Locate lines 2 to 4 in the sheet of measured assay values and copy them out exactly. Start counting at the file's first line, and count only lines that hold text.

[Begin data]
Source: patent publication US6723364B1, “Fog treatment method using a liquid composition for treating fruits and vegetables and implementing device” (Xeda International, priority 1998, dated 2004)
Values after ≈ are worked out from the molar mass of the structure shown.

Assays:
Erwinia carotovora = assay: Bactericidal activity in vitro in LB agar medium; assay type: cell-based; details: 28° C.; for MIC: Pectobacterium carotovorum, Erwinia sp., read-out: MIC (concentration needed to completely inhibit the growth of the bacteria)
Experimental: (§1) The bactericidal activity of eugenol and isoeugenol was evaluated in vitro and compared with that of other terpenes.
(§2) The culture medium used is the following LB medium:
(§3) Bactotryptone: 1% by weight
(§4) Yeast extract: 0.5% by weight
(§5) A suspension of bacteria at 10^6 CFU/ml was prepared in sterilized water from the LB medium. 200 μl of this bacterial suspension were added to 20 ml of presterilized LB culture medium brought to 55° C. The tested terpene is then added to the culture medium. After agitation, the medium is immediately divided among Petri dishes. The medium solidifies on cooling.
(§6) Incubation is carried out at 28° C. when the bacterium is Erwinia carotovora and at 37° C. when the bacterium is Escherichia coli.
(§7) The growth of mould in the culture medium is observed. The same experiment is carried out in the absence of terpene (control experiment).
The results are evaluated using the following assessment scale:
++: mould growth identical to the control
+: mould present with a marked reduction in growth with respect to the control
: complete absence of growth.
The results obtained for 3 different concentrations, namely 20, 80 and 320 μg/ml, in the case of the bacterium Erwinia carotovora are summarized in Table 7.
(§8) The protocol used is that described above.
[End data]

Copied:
Values after ≈ are worked out from the molar mass of the structure shown.

Assays:
Erwinia carotovora = assay: Bactericidal activity in vitro in LB agar medium; assay type: cell-based; details: 28° C.; for MIC: Pectobacterium carotovorum, Erwinia sp., read-out: MIC (concentration needed to completely inhibit the growth of the bacteria)